Kimberly Paynter / WHYY
Philadelphia’s Down North Pizza quickly made it to the nation’s top lists for its Detroit-style square pies.
The buzz is so big that the bestseller often changes based on what has been featured in the press recently, Executive Chef Michael Carter said.
“Because of The New York TimesIt’s the store’s vegetarian pie, loaded with julienned peppers, sautéed mushrooms, kale, red onions and their tomato sauce, called “norf” sauce: a secret recipe that’s sweet, spicy, and smoky.
But this dazzling success is based on one mission: to hire formerly incarcerated people and to convince other employers to do the same.
“We have over 60 years in prison in the kitchen,” owner Muhammad Abdul-Hadi said. “We are all living proof that you can build a business around former prisoners.”
Each year, about 600,000 people leave state or federal prisons, according to the US Department of Health and Human Services. About 9 million people spend time in prison.
Philadelphia has one of the highest incarceration rates in the country. According to the Philadelphia Reentry Coalition, Down North Pizza is located in an area where 1,000 people return from prison each year.
Like everyone who works at Down North, Carter has spent time in prison – 12 years in total from the age of 16. He then went to cooking school and eventually found success in restaurants, but Carter credits his time upstate for teaching him mass production.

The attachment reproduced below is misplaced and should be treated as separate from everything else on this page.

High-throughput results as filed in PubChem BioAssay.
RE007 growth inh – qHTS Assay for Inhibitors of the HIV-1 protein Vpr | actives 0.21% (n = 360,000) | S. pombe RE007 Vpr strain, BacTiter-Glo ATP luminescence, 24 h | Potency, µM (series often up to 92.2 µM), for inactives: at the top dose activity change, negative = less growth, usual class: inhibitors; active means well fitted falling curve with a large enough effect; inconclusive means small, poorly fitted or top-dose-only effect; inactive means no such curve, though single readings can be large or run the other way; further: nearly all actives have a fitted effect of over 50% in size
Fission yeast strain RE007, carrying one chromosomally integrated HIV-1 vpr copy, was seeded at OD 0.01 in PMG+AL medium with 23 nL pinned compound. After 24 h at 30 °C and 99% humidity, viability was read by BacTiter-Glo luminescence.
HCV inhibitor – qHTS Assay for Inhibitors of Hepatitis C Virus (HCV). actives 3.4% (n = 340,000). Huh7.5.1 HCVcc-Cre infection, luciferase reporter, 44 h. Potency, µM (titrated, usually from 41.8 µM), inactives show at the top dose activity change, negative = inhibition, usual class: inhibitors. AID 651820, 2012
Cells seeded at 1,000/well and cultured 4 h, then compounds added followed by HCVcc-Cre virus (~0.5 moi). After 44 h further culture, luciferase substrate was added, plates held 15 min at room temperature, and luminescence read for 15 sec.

“The main job is the kitchen. It’s the most important job… because you have a kitchen that feeds 4,000 people, 3 times a day,” he said.
He is now using his own story to urge employers to hire people who have been behind bars. But when he was released he had to hide that experience when he applied for jobs.
“I had to lie,” he said.
Finding work is a struggle
To break the cycle of incarceration and stigma, Down North Pizza tries to model only working conditions.
First, the salary starts at $ 15 / hour. Sous Chef Jamar Johnson said even with food industry experience under his belt, his track record often meant he was undervalued.
“I recently worked for a company where, whose name I’m not going to say out loud, but the dishwasher did more than I did,” he said.
Second, provide support. The two apartments above the restaurant are available for staff. Formerly incarcerated people often find it difficult to rent accommodation, due to discrimination and lack of referrals.
A pro bono lawyer is also available if a problem arises with the terms of their release. Parole violations are a way for people to be sent back to prison, even without committing a crime.
Finally, staff are a natural support group, and employees no longer have to hide their past at work.
Kimberly Paynter / WHYY
“I feel like what we’re doing here is like a testament to our history,” said Deputy Chief Myles Jackson. The mission helped give it a purpose, he said.
On a recent Friday night, a constant stream of customers walked in and out of the small storefront. Many customers say they have traveled all over town because they heard about the food.
Keith Wiggins lives just around the corner. He was attracted after seeing the lines.
Wiggins was unaware of the mission, but said it resonated with him. Her son is serving a long prison sentence in central Pennsylvania.
“Who knows, maybe he’ll come out and hang on to something like that… Maybe I could take him under my wing,” said Wiggins, who has his own photography business.
Regardless, he said he was happy to see a thriving black-owned business in his neighborhood shining in a positive light.